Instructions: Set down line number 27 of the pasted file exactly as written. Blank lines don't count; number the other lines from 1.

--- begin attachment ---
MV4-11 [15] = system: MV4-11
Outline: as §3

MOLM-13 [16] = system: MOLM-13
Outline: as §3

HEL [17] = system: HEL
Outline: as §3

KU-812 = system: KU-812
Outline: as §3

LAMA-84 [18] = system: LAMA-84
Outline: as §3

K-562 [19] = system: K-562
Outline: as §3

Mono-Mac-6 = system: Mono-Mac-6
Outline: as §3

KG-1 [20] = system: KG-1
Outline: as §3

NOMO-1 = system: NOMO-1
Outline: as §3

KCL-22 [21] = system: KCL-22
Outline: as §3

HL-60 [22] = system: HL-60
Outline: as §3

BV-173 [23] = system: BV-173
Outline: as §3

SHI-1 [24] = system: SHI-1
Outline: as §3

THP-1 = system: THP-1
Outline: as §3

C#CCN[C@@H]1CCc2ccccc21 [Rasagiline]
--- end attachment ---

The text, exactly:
THP-1 = system: THP-1